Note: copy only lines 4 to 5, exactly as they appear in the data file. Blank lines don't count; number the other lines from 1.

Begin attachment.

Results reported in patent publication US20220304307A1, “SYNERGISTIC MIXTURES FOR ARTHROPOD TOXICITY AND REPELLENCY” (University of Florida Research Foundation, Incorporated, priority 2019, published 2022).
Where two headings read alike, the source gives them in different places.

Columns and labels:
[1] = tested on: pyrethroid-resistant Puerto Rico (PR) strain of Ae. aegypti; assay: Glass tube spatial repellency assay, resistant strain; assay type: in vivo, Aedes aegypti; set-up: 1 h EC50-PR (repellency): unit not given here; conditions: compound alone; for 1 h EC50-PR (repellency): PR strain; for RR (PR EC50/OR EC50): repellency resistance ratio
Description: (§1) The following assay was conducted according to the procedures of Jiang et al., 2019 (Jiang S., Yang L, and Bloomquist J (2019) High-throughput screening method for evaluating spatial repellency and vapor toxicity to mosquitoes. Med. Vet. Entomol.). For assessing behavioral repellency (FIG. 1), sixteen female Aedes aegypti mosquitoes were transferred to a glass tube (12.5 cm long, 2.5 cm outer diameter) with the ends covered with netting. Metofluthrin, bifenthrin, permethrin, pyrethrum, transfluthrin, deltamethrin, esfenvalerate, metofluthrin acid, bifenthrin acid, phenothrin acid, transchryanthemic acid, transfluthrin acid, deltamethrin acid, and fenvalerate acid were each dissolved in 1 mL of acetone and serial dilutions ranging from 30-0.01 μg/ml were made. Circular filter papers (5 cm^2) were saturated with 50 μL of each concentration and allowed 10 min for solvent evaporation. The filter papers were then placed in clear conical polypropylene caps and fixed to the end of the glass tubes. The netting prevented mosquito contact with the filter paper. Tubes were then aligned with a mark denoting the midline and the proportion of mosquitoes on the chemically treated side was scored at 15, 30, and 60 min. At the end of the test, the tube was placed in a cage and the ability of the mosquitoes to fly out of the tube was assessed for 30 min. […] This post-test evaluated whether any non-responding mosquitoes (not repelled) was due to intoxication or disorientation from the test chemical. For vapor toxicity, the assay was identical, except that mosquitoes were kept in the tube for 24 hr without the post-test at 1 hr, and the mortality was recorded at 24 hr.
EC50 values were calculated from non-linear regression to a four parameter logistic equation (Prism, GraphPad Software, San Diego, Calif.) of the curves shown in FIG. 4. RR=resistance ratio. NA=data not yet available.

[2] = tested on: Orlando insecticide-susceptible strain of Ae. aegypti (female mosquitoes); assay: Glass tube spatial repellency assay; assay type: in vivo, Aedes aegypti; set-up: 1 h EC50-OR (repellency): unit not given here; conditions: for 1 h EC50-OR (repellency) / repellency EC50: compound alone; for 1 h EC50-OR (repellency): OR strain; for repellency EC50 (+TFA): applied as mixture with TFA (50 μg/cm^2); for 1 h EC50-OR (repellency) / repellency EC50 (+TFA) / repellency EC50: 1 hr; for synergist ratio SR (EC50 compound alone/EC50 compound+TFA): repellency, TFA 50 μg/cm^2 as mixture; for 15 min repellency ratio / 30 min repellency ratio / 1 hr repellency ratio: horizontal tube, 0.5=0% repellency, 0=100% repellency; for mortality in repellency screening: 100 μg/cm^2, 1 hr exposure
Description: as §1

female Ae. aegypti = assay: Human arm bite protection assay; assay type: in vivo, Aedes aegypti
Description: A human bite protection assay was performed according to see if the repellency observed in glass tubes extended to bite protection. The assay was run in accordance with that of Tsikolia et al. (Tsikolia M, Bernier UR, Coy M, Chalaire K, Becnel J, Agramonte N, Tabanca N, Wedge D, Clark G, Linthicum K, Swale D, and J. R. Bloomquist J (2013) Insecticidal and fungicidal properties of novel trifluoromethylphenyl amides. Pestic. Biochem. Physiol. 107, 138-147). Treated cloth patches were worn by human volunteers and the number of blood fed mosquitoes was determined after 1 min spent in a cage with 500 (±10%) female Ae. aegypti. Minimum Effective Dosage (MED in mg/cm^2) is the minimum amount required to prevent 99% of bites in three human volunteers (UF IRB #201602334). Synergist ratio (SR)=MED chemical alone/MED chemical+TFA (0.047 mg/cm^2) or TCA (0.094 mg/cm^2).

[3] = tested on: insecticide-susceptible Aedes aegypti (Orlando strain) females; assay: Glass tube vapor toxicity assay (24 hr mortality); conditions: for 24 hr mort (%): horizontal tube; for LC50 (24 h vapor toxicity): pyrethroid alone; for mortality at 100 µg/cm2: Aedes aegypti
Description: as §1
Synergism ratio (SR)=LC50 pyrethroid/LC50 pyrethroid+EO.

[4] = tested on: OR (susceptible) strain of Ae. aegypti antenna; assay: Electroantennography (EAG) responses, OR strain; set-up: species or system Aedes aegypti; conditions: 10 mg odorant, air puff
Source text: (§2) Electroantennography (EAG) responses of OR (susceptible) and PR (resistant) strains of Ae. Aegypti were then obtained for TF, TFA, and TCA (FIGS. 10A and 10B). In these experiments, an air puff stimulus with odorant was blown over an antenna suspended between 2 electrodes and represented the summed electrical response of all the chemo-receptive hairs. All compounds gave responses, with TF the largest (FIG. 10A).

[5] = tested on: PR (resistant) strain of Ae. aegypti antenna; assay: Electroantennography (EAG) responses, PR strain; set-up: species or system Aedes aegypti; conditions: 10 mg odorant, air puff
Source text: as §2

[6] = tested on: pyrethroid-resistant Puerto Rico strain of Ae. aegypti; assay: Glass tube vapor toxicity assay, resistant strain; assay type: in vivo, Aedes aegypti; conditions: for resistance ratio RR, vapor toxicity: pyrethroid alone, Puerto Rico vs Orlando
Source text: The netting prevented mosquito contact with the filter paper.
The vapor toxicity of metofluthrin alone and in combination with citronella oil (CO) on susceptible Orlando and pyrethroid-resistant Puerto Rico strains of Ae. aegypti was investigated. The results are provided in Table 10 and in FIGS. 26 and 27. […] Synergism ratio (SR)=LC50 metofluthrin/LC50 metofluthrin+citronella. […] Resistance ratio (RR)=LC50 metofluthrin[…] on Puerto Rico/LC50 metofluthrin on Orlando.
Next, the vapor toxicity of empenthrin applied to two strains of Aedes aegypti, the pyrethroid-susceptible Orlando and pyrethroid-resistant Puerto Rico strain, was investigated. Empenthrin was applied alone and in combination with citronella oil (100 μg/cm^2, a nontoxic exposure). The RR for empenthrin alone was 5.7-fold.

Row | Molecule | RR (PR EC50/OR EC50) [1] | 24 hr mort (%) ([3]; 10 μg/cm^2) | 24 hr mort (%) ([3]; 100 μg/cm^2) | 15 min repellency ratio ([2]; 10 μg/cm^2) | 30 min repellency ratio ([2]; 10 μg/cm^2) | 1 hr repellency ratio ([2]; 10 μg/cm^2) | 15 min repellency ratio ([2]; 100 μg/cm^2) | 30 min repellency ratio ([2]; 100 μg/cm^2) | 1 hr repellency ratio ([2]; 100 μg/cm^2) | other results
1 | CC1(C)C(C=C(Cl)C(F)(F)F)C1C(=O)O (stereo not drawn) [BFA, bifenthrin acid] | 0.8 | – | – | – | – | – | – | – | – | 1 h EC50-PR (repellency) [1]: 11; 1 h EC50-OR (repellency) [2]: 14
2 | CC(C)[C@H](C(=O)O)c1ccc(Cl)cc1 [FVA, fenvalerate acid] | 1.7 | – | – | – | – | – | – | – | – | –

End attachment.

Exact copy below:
[1] = tested on: pyrethroid-resistant Puerto Rico (PR) strain of Ae. aegypti; assay: Glass tube spatial repellency assay, resistant strain; assay type: in vivo, Aedes aegypti; set-up: 1 h EC50-PR (repellency): unit not given here; conditions: compound alone; for 1 h EC50-PR (repellency): PR strain; for RR (PR EC50/OR EC50): repellency resistance ratio
Description: (§1) The following assay was conducted according to the procedures of Jiang et al., 2019 (Jiang S., Yang L, and Bloomquist J (2019) High-throughput screening method for evaluating spatial repellency and vapor toxicity to mosquitoes. Med. Vet. Entomol.). For assessing behavioral repellency (FIG. 1), sixteen female Aedes aegypti mosquitoes were transferred to a glass tube (12.5 cm long, 2.5 cm outer diameter) with the ends covered with netting. Metofluthrin, bifenthrin, permethrin, pyrethrum, transfluthrin, deltamethrin, esfenvalerate, metofluthrin acid, bifenthrin acid, phenothrin acid, transchryanthemic acid, transfluthrin acid, deltamethrin acid, and fenvalerate acid were each dissolved in 1 mL of acetone and serial dilutions ranging from 30-0.01 μg/ml were made. Circular filter papers (5 cm^2) were saturated with 50 μL of each concentration and allowed 10 min for solvent evaporation. The filter papers were then placed in clear conical polypropylene caps and fixed to the end of the glass tubes. The netting prevented mosquito contact with the filter paper. Tubes were then aligned with a mark denoting the midline and the proportion of mosquitoes on the chemically treated side was scored at 15, 30, and 60 min. At the end of the test, the tube was placed in a cage and the ability of the mosquitoes to fly out of the tube was assessed for 30 min. […] This post-test evaluated whether any non-responding mosquitoes (not repelled) was due to intoxication or disorientation from the test chemical. For vapor toxicity, the assay was identical, except that mosquitoes were kept in the tube for 24 hr without the post-test at 1 hr, and the mortality was recorded at 24 hr.